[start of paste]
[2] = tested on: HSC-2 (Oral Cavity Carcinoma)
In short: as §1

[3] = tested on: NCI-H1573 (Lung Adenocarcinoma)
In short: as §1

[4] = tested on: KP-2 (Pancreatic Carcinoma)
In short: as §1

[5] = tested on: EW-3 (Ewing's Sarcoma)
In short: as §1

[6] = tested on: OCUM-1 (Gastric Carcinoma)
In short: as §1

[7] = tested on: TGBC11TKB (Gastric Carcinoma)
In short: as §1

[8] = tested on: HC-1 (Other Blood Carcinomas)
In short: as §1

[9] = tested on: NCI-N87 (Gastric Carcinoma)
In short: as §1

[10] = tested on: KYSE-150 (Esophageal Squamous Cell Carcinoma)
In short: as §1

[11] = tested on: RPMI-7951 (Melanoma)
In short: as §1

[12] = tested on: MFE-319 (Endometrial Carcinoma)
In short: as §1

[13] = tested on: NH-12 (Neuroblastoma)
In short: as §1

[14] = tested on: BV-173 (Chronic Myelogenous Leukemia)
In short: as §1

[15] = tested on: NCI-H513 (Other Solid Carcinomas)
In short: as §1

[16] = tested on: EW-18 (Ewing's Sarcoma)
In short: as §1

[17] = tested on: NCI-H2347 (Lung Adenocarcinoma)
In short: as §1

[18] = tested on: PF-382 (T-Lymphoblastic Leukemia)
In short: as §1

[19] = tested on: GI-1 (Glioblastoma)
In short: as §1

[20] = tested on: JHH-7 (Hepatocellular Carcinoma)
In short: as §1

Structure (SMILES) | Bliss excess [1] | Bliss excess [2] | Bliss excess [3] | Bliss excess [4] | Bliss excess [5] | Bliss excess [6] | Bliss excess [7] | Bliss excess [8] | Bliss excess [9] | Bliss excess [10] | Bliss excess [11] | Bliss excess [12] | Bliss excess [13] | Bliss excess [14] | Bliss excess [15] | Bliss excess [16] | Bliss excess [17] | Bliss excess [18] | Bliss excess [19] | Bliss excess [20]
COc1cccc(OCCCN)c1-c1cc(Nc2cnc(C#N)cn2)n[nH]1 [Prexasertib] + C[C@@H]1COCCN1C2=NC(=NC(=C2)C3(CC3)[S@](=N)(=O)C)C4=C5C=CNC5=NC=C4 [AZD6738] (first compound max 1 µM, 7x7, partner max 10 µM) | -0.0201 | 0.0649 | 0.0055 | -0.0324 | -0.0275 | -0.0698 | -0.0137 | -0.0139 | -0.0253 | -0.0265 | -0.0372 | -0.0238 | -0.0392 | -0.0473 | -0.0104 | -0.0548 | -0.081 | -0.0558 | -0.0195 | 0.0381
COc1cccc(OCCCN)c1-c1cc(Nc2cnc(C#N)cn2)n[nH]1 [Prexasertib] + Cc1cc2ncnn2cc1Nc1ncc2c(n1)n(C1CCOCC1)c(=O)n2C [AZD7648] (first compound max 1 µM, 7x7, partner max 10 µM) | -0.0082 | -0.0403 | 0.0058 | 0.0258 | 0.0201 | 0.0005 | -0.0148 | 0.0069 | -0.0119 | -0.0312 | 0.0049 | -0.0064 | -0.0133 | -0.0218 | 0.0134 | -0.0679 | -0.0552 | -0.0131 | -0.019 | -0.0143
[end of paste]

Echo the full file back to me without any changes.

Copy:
[2] = tested on: HSC-2 (Oral Cavity Carcinoma)
In short: as §1

[3] = tested on: NCI-H1573 (Lung Adenocarcinoma)
In short: as §1

[4] = tested on: KP-2 (Pancreatic Carcinoma)
In short: as §1

[5] = tested on: EW-3 (Ewing's Sarcoma)
In short: as §1

[6] = tested on: OCUM-1 (Gastric Carcinoma)
In short: as §1

[7] = tested on: TGBC11TKB (Gastric Carcinoma)
In short: as §1

[8] = tested on: HC-1 (Other Blood Carcinomas)
In short: as §1

[9] = tested on: NCI-N87 (Gastric Carcinoma)
In short: as §1

[10] = tested on: KYSE-150 (Esophageal Squamous Cell Carcinoma)
In short: as §1

[11] = tested on: RPMI-7951 (Melanoma)
In short: as §1

[12] = tested on: MFE-319 (Endometrial Carcinoma)
In short: as §1

[13] = tested on: NH-12 (Neuroblastoma)
In short: as §1

[14] = tested on: BV-173 (Chronic Myelogenous Leukemia)
In short: as §1

[15] = tested on: NCI-H513 (Other Solid Carcinomas)
In short: as §1

[16] = tested on: EW-18 (Ewing's Sarcoma)
In short: as §1

[17] = tested on: NCI-H2347 (Lung Adenocarcinoma)
In short: as §1

[18] = tested on: PF-382 (T-Lymphoblastic Leukemia)
In short: as §1

[19] = tested on: GI-1 (Glioblastoma)
In short: as §1

[20] = tested on: JHH-7 (Hepatocellular Carcinoma)
In short: as §1

Structure (SMILES) | Bliss excess [1] | Bliss excess [2] | Bliss excess [3] | Bliss excess [4] | Bliss excess [5] | Bliss excess [6] | Bliss excess [7] | Bliss excess [8] | Bliss excess [9] | Bliss excess [10] | Bliss excess [11] | Bliss excess [12] | Bliss excess [13] | Bliss excess [14] | Bliss excess [15] | Bliss excess [16] | Bliss excess [17] | Bliss excess [18] | Bliss excess [19] | Bliss excess [20]
COc1cccc(OCCCN)c1-c1cc(Nc2cnc(C#N)cn2)n[nH]1 [Prexasertib] + C[C@@H]1COCCN1C2=NC(=NC(=C2)C3(CC3)[S@](=N)(=O)C)C4=C5C=CNC5=NC=C4 [AZD6738] (first compound max 1 µM, 7x7, partner max 10 µM) | -0.0201 | 0.0649 | 0.0055 | -0.0324 | -0.0275 | -0.0698 | -0.0137 | -0.0139 | -0.0253 | -0.0265 | -0.0372 | -0.0238 | -0.0392 | -0.0473 | -0.0104 | -0.0548 | -0.081 | -0.0558 | -0.0195 | 0.0381
COc1cccc(OCCCN)c1-c1cc(Nc2cnc(C#N)cn2)n[nH]1 [Prexasertib] + Cc1cc2ncnn2cc1Nc1ncc2c(n1)n(C1CCOCC1)c(=O)n2C [AZD7648] (first compound max 1 µM, 7x7, partner max 10 µM) | -0.0082 | -0.0403 | 0.0058 | 0.0258 | 0.0201 | 0.0005 | -0.0148 | 0.0069 | -0.0119 | -0.0312 | 0.0049 | -0.0064 | -0.0133 | -0.0218 | 0.0134 | -0.0679 | -0.0552 | -0.0131 | -0.019 | -0.0143